In our state of the world, most of us spend so much time behind screens. As an artist, I find it deeply meditative to be able to physically work with my hands, and to create something from my imagination, rather than clicking on the first thing that pops up on a search engine. I love giving youth the opportunity to do the same.
There is also something powerful about youth connecting with their peers about their artistic process (as messy as it sometimes is) and to give them an opportunity to create their visions for the future.
The light element is what brings us in. I think there’s something about human nature that draws us to light, whether it be around a fire, or around an oven, or a kitchen stove light. We are all connected in this way, and with these lights, the projects also light the way for the future.
RZ – Still addressing the last question, what were common answers on what the students thought Canadians need to know most urgently about Black histories in Canada? And in a personal level, what would your answer be?
RSD – The most common answers from youth are around the history of Africville (Mik’maq Territory, Halifax), and the history of Hogan’s Alley here on Musqueam, Squamish, and Tsleil Waututh territories, Vancouver. They are shocked to find out about the violent displacements of these communities, and even more shocked to have never been taught about it in schools.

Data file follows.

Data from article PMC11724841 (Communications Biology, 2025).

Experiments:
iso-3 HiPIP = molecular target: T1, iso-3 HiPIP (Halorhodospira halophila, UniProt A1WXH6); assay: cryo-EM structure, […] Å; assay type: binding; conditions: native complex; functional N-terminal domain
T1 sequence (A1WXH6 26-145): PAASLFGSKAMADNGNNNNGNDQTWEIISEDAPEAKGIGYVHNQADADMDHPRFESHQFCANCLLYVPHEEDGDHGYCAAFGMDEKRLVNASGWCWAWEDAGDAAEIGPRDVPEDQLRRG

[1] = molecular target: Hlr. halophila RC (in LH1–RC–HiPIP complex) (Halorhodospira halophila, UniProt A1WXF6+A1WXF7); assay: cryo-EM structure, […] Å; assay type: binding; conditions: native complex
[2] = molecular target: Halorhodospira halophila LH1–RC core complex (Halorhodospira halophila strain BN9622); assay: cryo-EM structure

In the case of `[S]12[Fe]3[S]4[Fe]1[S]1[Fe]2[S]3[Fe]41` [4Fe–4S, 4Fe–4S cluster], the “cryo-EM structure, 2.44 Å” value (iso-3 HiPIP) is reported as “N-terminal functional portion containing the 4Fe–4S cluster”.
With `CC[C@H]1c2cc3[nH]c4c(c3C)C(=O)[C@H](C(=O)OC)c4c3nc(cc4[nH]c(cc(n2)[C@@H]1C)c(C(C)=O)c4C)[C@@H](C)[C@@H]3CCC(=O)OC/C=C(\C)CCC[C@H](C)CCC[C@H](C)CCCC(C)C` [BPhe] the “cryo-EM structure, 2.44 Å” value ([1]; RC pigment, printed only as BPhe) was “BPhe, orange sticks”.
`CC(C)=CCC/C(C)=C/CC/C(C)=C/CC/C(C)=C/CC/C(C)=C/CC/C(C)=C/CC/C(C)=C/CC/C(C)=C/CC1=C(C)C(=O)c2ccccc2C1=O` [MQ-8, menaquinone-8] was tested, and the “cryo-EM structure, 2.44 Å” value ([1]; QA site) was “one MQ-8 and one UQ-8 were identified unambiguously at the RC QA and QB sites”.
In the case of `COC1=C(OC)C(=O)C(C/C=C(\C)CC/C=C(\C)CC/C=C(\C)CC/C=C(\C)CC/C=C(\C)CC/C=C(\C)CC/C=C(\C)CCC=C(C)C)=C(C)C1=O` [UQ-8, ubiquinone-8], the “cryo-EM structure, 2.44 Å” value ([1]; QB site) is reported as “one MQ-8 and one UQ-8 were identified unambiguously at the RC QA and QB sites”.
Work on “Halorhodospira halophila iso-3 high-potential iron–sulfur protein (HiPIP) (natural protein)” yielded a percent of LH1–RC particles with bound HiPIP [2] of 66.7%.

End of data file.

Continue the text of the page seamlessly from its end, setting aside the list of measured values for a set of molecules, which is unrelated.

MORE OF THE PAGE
For me, the most urgent piece of Black Histories in Canada that folks need to know about is the Doctrine of Discovery which gives a green light to land theft, displacement, and enslavement of Indigenous nations on Turtle Island, the African Continent and beyond. This racist Papal Bull is the foundation of our modern nation state in Canada today.
RZ – Can you tell us more about your experience exploring issues of identity, decolonization and joy with youth? Why choosing young students as a target? How do you usually approach these themes within such a young crowd? What has surprised you the most about this project?
RSD – My experience of working on these topics with youth has always been so transformative, and so unique with every single iteration. My pilot workshop series was a small, all Black cohort in a Surrey high school, and the experience with those youth was one of such deep fulfillment for me AND for the youth.
To hear how much they needed to learn about their own histories, and to hear about how much this empowered them to hold their heads up, affirmed everything that I knew- that this is critical, life changing work.
Since then, I have done this project with mixed youth audiences, and even in that capacity, all youth are able to find their places of connection and solidarity in their own identities and family stories with Black communities living in Canada.
I think often our society underestimates young people and their capacity for critical thought and deeply see and understand structural and systemic inequities, and we do a disservice to them when we don’t engage them in these next level conversations.
After all, within five years, most of them will be out in the world starting or finishing degrees, or being in different of positions where they will have even more power to catalyze change. Youth are literally our future, and it’s important to respect them and nurture them as such.